Feds keep working on Section 508 compliance

Dinah Cohen, director of the Defense Department's Computer/Electronic Accommodations Program

More than a year after the deadline for agencies to meet Section 508's accessibility requirements, many are still tweaking programs and systems, IT managers said last month.

Building accessibility into systems rather than adding it on makes the process cheaper and easier, speakers said at the Interagency Disability Educational Awareness Showcase in Washington.

'Accommodation is what you do after the fact,' said Bruce Bailey, assistive technology manager in the Education Department CIO Office. 'Accessibility is what you do beforehand.'
Making technologies accessible in advance often is less than half as expensive as modifying systems after the fact, he said.

To promote accessibility, the White House has ordered agencies planning major systems buys to incorporate plans into their budget submissions for complying with Section 508 of the Rehabilitation Act Amendments of 1998. The Office of Management and Budget for the first time is requiring the information in agencies' fiscal 2004 budget requests, said Lesley Field, a procurement policy analyst for the Office of Federal Procurement Policy.

The Section 508 Working Group also has posted a frequently asked questions section on the government's Section 508 Web site, at www.section508.gov. The FAQs extend beyond the plain language of Section 508 regulations to clarify compliance procedures, Field said.

'The idea behind the working group is that Section 508 is not an afterthought' in procurement, she said. 'We are trying to institutionalize Section 508 for procurement.'

The Defense Department's Computer/Electronic Accommodations Program is refining its efforts to provide assistive technology to federal agencies, director Dinah Cohen said.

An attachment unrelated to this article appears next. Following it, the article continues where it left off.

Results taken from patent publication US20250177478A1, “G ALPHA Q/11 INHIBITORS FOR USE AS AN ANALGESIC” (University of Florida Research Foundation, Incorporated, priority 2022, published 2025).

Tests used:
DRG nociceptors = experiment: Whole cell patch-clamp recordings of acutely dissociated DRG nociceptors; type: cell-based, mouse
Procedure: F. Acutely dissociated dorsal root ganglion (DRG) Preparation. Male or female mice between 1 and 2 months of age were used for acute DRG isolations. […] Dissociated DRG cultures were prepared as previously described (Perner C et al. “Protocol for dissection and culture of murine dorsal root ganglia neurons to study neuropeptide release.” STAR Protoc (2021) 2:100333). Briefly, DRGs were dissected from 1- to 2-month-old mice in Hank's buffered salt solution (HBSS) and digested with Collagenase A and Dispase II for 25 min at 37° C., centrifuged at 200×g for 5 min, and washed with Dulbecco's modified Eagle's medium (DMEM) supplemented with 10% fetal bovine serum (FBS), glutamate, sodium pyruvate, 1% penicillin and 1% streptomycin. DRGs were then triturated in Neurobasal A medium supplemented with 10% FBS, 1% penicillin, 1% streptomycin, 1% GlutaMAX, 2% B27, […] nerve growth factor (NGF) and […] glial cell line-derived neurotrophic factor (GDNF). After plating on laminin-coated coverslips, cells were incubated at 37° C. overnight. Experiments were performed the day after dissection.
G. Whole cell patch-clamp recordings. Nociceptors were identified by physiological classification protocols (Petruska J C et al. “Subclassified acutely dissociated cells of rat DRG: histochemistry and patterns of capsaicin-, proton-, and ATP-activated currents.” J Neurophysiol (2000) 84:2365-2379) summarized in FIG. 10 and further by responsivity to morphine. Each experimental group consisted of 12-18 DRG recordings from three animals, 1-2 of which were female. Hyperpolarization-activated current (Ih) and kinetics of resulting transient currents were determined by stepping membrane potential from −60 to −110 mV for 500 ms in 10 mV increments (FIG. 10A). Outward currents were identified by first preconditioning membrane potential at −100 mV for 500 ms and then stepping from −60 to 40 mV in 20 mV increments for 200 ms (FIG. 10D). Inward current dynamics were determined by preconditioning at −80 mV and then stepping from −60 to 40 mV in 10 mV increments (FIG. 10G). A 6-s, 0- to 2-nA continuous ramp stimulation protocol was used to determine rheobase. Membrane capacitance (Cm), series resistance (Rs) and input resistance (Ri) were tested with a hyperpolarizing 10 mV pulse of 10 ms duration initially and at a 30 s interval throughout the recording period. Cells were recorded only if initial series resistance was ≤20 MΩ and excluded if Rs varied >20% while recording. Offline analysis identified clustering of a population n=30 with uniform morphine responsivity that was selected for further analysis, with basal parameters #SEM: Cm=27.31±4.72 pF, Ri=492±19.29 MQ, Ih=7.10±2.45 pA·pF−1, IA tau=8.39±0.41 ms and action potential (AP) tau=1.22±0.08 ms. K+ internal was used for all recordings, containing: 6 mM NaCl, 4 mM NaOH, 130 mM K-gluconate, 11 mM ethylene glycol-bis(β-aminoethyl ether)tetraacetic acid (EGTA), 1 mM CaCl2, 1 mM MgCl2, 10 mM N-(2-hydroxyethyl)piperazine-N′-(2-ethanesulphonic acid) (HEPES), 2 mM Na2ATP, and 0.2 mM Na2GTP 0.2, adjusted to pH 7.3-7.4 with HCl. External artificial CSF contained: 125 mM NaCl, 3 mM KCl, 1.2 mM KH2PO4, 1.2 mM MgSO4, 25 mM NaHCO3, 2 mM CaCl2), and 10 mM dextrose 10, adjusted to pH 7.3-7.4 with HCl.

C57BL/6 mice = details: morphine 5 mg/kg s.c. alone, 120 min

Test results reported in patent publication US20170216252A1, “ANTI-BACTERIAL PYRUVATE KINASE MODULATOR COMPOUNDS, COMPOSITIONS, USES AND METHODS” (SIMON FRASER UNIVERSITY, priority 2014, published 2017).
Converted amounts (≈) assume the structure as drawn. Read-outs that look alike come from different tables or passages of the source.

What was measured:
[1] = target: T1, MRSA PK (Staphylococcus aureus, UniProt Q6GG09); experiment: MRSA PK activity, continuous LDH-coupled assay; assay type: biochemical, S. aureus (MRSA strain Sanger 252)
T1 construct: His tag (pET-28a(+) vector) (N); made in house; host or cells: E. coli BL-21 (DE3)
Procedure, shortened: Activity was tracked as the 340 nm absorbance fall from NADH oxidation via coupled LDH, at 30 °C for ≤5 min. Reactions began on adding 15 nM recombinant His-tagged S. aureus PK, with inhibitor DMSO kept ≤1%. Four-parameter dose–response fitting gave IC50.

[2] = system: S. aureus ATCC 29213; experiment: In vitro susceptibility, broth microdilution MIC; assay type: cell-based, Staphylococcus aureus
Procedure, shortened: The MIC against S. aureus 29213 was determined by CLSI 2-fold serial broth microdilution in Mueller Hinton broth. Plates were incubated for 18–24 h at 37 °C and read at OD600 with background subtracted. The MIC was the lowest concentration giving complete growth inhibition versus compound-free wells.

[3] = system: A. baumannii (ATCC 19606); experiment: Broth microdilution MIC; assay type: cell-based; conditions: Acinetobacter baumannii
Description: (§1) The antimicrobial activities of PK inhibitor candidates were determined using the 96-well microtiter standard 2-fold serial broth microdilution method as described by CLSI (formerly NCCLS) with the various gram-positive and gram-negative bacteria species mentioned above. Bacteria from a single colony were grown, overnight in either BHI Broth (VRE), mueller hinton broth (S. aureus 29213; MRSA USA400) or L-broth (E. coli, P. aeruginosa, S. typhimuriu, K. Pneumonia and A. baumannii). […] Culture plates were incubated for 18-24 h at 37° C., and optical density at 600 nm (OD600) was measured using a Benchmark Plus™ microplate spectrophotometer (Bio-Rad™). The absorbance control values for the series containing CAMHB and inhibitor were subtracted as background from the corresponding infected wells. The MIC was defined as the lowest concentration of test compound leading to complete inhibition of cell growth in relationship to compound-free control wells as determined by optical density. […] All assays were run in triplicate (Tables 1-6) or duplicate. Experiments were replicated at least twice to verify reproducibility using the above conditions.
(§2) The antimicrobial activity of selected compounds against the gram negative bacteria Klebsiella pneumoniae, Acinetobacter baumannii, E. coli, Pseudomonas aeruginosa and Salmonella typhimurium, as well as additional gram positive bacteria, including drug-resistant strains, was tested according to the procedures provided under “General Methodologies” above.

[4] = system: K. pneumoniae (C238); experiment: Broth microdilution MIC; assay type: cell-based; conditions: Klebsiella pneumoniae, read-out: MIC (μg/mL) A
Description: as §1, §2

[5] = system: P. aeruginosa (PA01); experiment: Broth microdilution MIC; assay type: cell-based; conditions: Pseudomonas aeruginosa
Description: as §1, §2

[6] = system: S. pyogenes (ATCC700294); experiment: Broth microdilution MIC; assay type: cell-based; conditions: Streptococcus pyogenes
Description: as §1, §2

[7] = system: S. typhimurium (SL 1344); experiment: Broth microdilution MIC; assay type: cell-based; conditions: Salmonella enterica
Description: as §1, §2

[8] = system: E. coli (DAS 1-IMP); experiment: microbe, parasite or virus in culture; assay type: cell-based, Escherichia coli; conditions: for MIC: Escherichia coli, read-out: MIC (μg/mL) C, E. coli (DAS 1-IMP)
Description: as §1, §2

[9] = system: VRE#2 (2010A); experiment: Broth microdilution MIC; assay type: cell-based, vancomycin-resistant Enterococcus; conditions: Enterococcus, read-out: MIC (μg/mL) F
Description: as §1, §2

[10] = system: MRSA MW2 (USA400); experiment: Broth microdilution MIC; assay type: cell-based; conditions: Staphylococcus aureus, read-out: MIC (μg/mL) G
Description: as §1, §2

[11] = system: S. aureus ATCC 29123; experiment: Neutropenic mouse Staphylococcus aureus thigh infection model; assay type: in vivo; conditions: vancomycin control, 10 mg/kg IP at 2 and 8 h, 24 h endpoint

'We are the centrally funded program to provide assistive technologies and accommodations' for DOD users, she said. 'CAP will buy the assistive technology, pay for it and get it to the user.'

A lot of questions

CAP fielded 5,000 requests for accommodation in fiscal 2001, Cohen said. Since fiscal 1990, the agency has fielded 30,000 requests and now has 51 agency partners.

Cohen said CAP now turns around requests in seven to 10 days. The goal is to reduce that lag to three days by next year.

With the prevalence of graphics in applications and on the Web, 'a blind person can encounter objects that aren't described, and so has to contact a webmaster or a sighted colleague' to perform some tasks, she said.

Education's CIO office has hired blind users to perform usability testing, which has helped the department rate the accessibility of products, he said.

Bailey noted that companies are getting wise to 508, too. Microsoft Corp., for instance, has issued 'some very clear guidelines on what constitutes accessibility,' he said.

Bailey said he had compared the Microsoft guidelines for Windows 2000 Applications Specifications to the Subpart B guidelines that the Access Board has generated for Section 508.
In most cases, he found, the Microsoft and Access Board procedures covered similar areas regarding the use of color, sound, keyboard function and other system aspects.

But, unfortunately, 'you can actually find Microsoft products that don't comply completely with their own specifications,' he said.

Pat Sheehan, a computer specialist with the Veterans Affairs Department, said that VA's use of many different operating systems and apps also has impeded accessibility at times.

So VA will standardize on Microsoft Internet Explorer as its Web browser and Windows 2000 as its desktop OS, Sheehan said.

'When you have people working with [various OSes and browsers] you don't know where to attack the problem,' he said.


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